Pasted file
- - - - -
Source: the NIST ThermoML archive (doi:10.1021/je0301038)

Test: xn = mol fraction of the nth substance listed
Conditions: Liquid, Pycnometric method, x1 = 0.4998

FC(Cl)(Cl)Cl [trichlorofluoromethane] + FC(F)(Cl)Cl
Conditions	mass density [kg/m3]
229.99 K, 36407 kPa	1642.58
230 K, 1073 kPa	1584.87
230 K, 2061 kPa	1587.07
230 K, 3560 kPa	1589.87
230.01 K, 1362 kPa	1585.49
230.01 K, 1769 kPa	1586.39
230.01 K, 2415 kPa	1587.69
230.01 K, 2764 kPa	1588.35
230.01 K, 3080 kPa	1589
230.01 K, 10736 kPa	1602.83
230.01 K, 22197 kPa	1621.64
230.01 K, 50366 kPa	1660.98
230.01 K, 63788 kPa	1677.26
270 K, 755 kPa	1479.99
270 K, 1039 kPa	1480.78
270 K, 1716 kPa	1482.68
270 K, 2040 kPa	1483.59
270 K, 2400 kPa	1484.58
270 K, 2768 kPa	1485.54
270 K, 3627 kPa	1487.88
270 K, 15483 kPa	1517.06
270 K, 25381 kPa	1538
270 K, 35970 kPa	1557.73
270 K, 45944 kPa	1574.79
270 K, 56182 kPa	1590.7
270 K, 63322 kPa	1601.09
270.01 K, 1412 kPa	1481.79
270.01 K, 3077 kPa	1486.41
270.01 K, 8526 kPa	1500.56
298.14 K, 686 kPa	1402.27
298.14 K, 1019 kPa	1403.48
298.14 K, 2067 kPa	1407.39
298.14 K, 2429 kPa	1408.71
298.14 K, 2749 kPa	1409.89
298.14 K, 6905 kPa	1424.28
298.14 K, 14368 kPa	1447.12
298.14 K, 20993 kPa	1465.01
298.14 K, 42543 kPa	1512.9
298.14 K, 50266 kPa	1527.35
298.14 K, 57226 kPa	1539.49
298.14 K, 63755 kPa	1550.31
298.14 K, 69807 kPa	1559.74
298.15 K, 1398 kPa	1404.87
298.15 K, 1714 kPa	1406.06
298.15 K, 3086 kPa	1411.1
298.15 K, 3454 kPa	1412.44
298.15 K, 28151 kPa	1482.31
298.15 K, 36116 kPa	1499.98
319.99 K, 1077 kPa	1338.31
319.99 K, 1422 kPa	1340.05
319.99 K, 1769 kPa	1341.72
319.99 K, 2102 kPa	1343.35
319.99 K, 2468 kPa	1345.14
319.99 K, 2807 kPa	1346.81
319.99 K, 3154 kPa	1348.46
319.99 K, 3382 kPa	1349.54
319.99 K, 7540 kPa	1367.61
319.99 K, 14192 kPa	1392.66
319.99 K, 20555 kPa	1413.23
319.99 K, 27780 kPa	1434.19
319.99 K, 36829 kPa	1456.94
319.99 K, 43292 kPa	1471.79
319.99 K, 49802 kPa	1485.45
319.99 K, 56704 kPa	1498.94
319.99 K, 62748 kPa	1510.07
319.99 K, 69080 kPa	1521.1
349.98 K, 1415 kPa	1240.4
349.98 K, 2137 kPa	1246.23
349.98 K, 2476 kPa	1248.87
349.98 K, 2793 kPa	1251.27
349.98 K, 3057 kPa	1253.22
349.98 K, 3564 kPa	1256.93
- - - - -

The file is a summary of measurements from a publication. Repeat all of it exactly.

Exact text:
Source: the NIST ThermoML archive (doi:10.1021/je0301038)

Test: xn = mol fraction of the nth substance listed
Conditions: Liquid, Pycnometric method, x1 = 0.4998

FC(Cl)(Cl)Cl [trichlorofluoromethane] + FC(F)(Cl)Cl
Conditions	mass density [kg/m3]
229.99 K, 36407 kPa	1642.58
230 K, 1073 kPa	1584.87
230 K, 2061 kPa	1587.07
230 K, 3560 kPa	1589.87
230.01 K, 1362 kPa	1585.49
230.01 K, 1769 kPa	1586.39
230.01 K, 2415 kPa	1587.69
230.01 K, 2764 kPa	1588.35
230.01 K, 3080 kPa	1589
230.01 K, 10736 kPa	1602.83
230.01 K, 22197 kPa	1621.64
230.01 K, 50366 kPa	1660.98
230.01 K, 63788 kPa	1677.26
270 K, 755 kPa	1479.99
270 K, 1039 kPa	1480.78
270 K, 1716 kPa	1482.68
270 K, 2040 kPa	1483.59
270 K, 2400 kPa	1484.58
270 K, 2768 kPa	1485.54
270 K, 3627 kPa	1487.88
270 K, 15483 kPa	1517.06
270 K, 25381 kPa	1538
270 K, 35970 kPa	1557.73
270 K, 45944 kPa	1574.79
270 K, 56182 kPa	1590.7
270 K, 63322 kPa	1601.09
270.01 K, 1412 kPa	1481.79
270.01 K, 3077 kPa	1486.41
270.01 K, 8526 kPa	1500.56
298.14 K, 686 kPa	1402.27
298.14 K, 1019 kPa	1403.48
298.14 K, 2067 kPa	1407.39
298.14 K, 2429 kPa	1408.71
298.14 K, 2749 kPa	1409.89
298.14 K, 6905 kPa	1424.28
298.14 K, 14368 kPa	1447.12
298.14 K, 20993 kPa	1465.01
298.14 K, 42543 kPa	1512.9
298.14 K, 50266 kPa	1527.35
298.14 K, 57226 kPa	1539.49
298.14 K, 63755 kPa	1550.31
298.14 K, 69807 kPa	1559.74
298.15 K, 1398 kPa	1404.87
298.15 K, 1714 kPa	1406.06
298.15 K, 3086 kPa	1411.1
298.15 K, 3454 kPa	1412.44
298.15 K, 28151 kPa	1482.31
298.15 K, 36116 kPa	1499.98
319.99 K, 1077 kPa	1338.31
319.99 K, 1422 kPa	1340.05
319.99 K, 1769 kPa	1341.72
319.99 K, 2102 kPa	1343.35
319.99 K, 2468 kPa	1345.14
319.99 K, 2807 kPa	1346.81
319.99 K, 3154 kPa	1348.46
319.99 K, 3382 kPa	1349.54
319.99 K, 7540 kPa	1367.61
319.99 K, 14192 kPa	1392.66
319.99 K, 20555 kPa	1413.23
319.99 K, 27780 kPa	1434.19
319.99 K, 36829 kPa	1456.94
319.99 K, 43292 kPa	1471.79
319.99 K, 49802 kPa	1485.45
319.99 K, 56704 kPa	1498.94
319.99 K, 62748 kPa	1510.07
319.99 K, 69080 kPa	1521.1
349.98 K, 1415 kPa	1240.4
349.98 K, 2137 kPa	1246.23
349.98 K, 2476 kPa	1248.87
349.98 K, 2793 kPa	1251.27
349.98 K, 3057 kPa	1253.22
349.98 K, 3564 kPa	1256.93